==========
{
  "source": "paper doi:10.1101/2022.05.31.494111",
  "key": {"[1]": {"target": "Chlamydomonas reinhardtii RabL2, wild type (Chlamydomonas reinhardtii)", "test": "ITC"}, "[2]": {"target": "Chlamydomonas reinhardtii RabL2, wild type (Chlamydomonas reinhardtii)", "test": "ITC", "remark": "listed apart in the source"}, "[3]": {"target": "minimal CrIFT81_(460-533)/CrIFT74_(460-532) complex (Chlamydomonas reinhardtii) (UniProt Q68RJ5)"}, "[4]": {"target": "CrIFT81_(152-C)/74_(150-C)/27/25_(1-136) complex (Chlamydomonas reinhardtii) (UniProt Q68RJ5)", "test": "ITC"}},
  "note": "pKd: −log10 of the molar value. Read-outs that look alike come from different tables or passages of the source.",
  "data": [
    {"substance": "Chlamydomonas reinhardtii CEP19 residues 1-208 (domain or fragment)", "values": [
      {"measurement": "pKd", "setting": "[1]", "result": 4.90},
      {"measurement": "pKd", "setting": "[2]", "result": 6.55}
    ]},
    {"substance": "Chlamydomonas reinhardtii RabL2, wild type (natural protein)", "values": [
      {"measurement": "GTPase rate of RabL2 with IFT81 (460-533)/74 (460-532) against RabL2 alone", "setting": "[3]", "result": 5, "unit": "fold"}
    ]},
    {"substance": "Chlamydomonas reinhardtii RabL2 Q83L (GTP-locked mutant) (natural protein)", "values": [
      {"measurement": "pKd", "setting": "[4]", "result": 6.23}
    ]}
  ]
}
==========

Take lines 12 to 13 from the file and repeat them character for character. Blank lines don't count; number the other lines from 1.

    ]},
    {"substance": "Chlamydomonas reinhardtii RabL2 Q83L (GTP-locked mutant) (natural protein)", "values": [